Successfully reported this slideshow.
We use your LinkedIn profile and activity data to personalize ads and to show you more relevant ads. You can change your ad preferences anytime.

Docker Security workshop slides


Published on

Get hands-on with security features and best practices to protect your containerized services. Learn to push and verify signed images with Docker Content Trust, and collaborate with delegation roles. Intermediate to advanced level Docker experience recommended, participants will be building and pushing with Docker during the workshop.

Led By Docker Security Experts:
Riyaz Faizullabhoy
David Lawrence
Viktor Stanchev

Experience Level: Intermediate to advanced level Docker experience recommended

Published in: Technology
  • Be the first to comment

Docker Security workshop slides

  1. 1. Docker Security Workshop David Lawrence Riyaz Faizullabhoy Viktor Stanchev
  2. 2. Goals of this workshop
  3. 3. Features See what features are available in Docker What do they do? How do you use them?
  4. 4. Understanding Look at some tools See underlying implementation details Learn best practices
  5. 5. Do!
  6. 6. Don’t!
  7. 7. Docker is additive to the security of your application ...
  8. 8. … even if you don’t use any of the techniques we cover
  9. 9. Docker aims to be Secure by Default CVE-2013-1956, 1957, 1958, 1959, 1979, CVE-2014-4014, 5206, 5207, 7970, 7975, CVE-2015-2925, 8543, CVE- 2016-3134, 3135, CVE-2014-0181, CVE-2015-3339, CVE-2014-4699, CVE-2014-9529, CVE-2015-3214, 4036, CVE-2016-0728, CVE-2016-2383
  10. 10. Why?
  11. 11. How do we think about containers?
  12. 12. How we talk about Docker
  13. 13. How Docker Actually Works systemd docker Host OS alpine ubuntunginx sh nginx bash vimvi nginx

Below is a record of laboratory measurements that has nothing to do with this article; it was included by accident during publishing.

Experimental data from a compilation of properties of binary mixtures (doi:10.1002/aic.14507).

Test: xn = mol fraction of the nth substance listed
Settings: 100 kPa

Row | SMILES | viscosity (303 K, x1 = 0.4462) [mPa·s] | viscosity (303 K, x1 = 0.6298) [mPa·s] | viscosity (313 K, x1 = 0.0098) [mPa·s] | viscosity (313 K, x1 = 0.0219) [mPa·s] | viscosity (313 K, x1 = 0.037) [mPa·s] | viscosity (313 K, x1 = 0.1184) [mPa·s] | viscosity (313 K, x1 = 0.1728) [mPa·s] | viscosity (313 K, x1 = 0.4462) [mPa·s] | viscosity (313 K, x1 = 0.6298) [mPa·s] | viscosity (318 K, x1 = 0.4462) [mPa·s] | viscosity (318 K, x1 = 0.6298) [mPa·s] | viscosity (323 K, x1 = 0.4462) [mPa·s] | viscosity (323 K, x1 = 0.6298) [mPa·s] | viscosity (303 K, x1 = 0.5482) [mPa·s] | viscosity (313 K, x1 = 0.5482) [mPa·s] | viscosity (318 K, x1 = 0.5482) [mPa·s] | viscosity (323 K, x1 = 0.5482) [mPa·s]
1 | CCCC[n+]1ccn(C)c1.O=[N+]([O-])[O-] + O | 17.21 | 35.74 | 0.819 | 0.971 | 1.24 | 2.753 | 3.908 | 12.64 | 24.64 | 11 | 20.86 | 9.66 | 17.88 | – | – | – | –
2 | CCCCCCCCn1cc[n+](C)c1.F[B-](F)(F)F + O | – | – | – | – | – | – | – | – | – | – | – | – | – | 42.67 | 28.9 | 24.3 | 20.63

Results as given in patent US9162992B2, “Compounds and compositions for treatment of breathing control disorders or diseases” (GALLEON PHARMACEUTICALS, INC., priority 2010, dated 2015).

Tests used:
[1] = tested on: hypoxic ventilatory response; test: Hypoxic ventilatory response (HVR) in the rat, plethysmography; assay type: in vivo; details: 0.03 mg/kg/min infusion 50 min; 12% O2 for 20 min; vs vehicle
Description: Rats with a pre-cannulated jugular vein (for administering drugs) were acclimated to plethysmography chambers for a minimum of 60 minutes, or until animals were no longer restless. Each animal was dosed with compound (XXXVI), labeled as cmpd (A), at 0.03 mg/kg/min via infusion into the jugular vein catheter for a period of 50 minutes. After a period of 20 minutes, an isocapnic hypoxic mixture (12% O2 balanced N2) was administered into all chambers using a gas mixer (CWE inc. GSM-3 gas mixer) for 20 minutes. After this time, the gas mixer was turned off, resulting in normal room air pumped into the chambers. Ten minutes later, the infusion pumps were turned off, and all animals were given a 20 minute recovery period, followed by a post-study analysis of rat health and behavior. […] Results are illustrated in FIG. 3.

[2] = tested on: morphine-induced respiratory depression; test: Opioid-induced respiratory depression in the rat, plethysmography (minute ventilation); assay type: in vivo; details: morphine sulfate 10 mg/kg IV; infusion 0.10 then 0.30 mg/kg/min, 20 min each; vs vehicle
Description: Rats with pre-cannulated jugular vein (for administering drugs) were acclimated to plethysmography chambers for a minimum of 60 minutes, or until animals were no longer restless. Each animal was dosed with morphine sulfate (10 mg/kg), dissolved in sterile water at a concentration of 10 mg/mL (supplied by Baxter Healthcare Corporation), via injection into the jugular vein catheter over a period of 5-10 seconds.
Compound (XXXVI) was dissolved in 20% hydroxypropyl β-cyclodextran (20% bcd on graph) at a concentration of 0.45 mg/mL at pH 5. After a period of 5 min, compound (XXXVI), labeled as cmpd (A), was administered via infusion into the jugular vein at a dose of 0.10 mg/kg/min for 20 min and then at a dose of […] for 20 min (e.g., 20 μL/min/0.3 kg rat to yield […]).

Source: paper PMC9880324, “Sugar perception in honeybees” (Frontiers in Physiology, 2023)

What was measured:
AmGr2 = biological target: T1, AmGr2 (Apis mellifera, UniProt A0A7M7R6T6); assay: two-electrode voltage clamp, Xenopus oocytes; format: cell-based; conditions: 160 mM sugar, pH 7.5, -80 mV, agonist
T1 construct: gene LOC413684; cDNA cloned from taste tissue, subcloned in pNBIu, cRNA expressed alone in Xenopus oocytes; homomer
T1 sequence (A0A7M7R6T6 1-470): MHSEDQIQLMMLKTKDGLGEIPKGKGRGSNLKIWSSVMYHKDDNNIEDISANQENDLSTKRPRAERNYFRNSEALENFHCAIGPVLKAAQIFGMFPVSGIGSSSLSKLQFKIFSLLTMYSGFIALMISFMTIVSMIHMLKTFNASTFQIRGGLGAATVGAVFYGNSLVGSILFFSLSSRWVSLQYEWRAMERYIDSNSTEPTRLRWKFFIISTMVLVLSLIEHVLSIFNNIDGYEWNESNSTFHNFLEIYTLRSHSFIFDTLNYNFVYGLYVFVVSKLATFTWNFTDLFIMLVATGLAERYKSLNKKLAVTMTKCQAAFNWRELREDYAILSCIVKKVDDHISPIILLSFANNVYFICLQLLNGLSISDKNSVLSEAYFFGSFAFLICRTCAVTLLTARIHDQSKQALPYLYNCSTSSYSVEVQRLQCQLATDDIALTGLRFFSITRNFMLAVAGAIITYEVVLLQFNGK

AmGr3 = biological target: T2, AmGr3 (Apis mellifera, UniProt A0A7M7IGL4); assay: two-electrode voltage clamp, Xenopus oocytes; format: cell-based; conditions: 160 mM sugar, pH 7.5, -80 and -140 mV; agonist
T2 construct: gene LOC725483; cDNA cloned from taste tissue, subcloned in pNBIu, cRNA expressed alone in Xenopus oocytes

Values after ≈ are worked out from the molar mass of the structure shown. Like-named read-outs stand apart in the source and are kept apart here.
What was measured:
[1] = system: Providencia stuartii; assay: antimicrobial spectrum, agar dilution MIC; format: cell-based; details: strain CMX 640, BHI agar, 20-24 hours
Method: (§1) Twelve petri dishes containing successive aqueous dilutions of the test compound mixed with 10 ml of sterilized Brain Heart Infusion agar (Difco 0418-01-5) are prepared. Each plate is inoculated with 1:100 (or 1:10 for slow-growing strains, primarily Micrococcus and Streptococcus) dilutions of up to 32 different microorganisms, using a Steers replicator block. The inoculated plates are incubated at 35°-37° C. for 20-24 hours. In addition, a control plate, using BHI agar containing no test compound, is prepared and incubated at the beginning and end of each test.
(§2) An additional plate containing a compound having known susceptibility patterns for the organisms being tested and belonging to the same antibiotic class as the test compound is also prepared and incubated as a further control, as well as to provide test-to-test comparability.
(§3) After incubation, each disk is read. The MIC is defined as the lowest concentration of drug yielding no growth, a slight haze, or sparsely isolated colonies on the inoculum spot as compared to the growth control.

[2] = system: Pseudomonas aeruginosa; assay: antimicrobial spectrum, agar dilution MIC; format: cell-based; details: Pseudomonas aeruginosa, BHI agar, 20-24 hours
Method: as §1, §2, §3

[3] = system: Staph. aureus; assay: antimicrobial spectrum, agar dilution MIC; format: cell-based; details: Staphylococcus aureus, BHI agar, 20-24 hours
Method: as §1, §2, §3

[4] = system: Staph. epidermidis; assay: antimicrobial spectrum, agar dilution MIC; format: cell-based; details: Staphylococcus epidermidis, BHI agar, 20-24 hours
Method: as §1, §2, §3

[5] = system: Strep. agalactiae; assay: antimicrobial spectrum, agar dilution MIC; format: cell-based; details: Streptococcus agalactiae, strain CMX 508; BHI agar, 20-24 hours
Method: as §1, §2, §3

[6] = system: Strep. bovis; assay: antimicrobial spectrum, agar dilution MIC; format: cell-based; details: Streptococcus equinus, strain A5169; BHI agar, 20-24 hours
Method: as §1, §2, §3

14. 14. Where can we see this? top
  15. 15. Anatomy of a Container
  16. 16. Namespaces: “what containers can see” ls -la /proc/<pid>/ns/
  17. 17. What’s namespaced? Cgroup CLONE_NEWCGROUP Cgroup root directory IPC CLONE_NEWIPC System V IPC, POSIX message queues Network CLONE_NEWNET Network devices, stacks, ports, etc. Mount CLONE_NEWNS Mount points PID CLONE_NEWPID Process IDs User CLONE_NEWUSER User and group IDs UTS CLONE_NEWUTS Hostname and NIS domain name
  18. 18. Demo using namespaces directly Create a shell process with pid and fs namespaces. $ sudo unshare -fp $ sudo unshare -fp --mount-proc
  19. 19. cgroups: “what containers can use” Aka “Control Groups” - limit container resources! CPU Memory PIDs
  20. 20. CPU 1 CPU 2 CPU 3 CPU 4 cgroups: “what containers can use”
  21. 21. CPU 1 CPU 2 CPU 3 CPU 4 CPU 1 CPU 1 CPU 2 cgroups: “what containers can use”
  22. 22. :(){ :|: & };: cgroups: “what containers can use”
  23. 23. git clone - cgroups directory NOTE: Ubuntu 15.10 does not support PID limits, but 16.04 does if you have it So DO NOT run the fork bomb unless you have another machine. Set up your AWS instance - check your email! chmod 400 <PATH_TO_FILE>/<name>.pem ssh -i <PATH_TO_FILE>/<name>.pem ubuntu@<Public DNS> Example: ssh -i riyaz.pem Hands-On Exercise
  24. 24. Securing Client-Engine Communications “My first 5 minutes…”
  25. 25. Docker Client Server Architecture docker client docker engine unix socket tcp socket
  26. 26. Exposing your engine to the internet Edit config at /lib/systemd/system/docker.service - ExecStart=/usr/bin/docker daemon -H fd:// + ExecStart=/usr/bin/docker daemon -H fd:// -H tcp:// Restart Docker $ sudo systemctl daemon-reload $ sudo systemctl restart docker